How would this work for you? Two vegetarians are offended by meat eaters, so they sue. Any restaurant, club or public facility where the public is invited to attend meetings that would involve any subject germane to the community cannot serve meat dishes. That would mean any meeting involving the public, including political meetings, meetings involving veterans, schools or any other public gathering held in a facility where the public was invited and dinner was served would not be allowed to serve meat dishes. Understand what this would mean; Lions Club, Rotarians, American Legion, VFW and even Little League and Boy Scout meetings would be affected.
A case of vastly greater freedom-restricting impact than the above hypothetical is being debated before the U.S. Supreme Court as we speak:
“[T]he continuance of public prayer and the public acknowledgment of God is in jeopardy, literally, not figuratively … our friends at the legal group Alliance Defending Freedom are arguing the case Town of Greece v. Galloway before the U. S. Supreme Court. The Court will then decide whether or not public prayer will be allowed to continue in America.
” … the Court Justices will vote and reach their decision as to whether or not to continue permitting public prayer (such as at city councils, school boards and legislatures) or whether it will now be officially prohibited. Once they make that decision during the next three days, they will then choose which one of them will write the majority and the minority opinions. It may be next June before they publicly announce their decision, but the crucial time is RIGHT NOW! …the fate of the 400-year-old tradition of public prayer in America literally hangs in the balance” (David Barton, WallBuilders, Nov. 6, 2013).
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Why? Because two women, who were “offended” and felt they were “being discriminated against” by prayers, sued in court and a federal appeals court agreed with them. Keep in mind, these two people, with full knowledge that every session opened with prayer, of their own free will and at times and dates of their own choosing, voluntarily attended meetings that were open to the public. One, an atheist, was “offended” by references to “God” and “our Savior” and by individuals who stood and said “Amen” at prayers conclusions. Consequently, she wants all prayers stopped, regardless of origin. Oddly enough, the other litigant is a Jewish lady.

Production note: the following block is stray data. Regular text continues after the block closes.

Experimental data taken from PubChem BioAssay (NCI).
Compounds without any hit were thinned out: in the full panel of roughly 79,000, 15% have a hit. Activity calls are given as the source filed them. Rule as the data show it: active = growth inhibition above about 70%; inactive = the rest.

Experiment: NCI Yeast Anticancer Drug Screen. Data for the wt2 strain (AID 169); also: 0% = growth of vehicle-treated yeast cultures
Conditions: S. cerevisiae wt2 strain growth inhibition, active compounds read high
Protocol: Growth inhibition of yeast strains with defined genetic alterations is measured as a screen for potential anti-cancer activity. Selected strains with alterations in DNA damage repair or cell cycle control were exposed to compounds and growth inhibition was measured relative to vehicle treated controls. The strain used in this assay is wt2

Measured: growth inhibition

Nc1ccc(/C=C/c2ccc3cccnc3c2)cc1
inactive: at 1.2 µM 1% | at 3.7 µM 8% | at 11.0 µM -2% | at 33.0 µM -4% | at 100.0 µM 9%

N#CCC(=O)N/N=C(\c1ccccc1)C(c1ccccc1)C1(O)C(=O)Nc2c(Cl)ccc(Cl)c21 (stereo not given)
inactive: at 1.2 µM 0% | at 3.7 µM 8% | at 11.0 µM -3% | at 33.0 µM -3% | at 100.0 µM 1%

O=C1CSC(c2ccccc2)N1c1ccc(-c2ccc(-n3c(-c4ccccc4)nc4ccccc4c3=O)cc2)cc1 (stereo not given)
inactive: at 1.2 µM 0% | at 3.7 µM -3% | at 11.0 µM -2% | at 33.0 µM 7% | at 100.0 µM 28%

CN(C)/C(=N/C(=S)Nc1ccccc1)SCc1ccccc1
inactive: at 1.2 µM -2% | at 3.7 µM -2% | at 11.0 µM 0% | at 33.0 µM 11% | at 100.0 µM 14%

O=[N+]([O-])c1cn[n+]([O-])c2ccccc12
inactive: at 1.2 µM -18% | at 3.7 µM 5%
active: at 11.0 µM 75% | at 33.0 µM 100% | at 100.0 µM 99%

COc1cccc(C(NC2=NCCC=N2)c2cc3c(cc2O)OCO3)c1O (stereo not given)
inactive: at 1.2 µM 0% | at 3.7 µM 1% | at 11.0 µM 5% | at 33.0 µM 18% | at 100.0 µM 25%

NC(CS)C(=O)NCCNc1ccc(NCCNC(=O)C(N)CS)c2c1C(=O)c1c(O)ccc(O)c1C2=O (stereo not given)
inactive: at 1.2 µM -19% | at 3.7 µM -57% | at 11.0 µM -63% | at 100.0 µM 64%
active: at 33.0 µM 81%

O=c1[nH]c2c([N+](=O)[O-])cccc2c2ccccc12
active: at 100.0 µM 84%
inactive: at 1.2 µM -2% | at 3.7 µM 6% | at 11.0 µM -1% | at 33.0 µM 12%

Here’s the crux of my problem: I find myself unable to locate and separate “the Establishment Clause” (so-called) from the apparently nonexistent “free exercise clause.” Perhaps a non- judicial-oriented, non-lawyer type could offer a common-sense opinion here and help me out. Absent a legal background with years of practical legalese to rely on, I am faced with the challenge presented by the First Amendment to the U.S. Constitution: “Congress shall make no law respecting an establishment of religion, or prohibiting the free exercise thereof.“
Doesn’t the First Amendment say Congress shall make no law establishing or prohibiting?
Where is the separation? How can you practice one to the detriment/exclusion of the other? And doesn’t it say Congress, not courts, judges, school boards, etc., shall make no law? Aren’t courts supposed to rule on and define laws already on the books, not make new laws? Wouldn’t a ruling made by the Court, if contrary to the “free exercise clause,” essentially be a law made by the Supreme Court versus Congress? Wouldn’t that make the Court part of the legislative branch, as opposed to the judiciary?
And, while I am all in favor of the absolute right of citizens to be protected by the law, I am confused as to why only two people should be able to cause what is essentially a rewrite of the First Amendment to the Constitution and impose their will on the majority of Americans. On the other hand, maybe people who believe in a personal God shouldn’t really have any rights after all? Perhaps you can address that for me.
Let me read that First Amendment again in modern English: Congress shall make no law establishing or prohibiting religion.
Now it seems to me (a non-legal type), the moment you enforce the “establishment clause,” don’t you immediately violate the “free exercise clause”?
Hmmm. That makes sense to me. But I’m not a lawyer. Kinda brings us back to the “meat” dilemma, doesn’t it?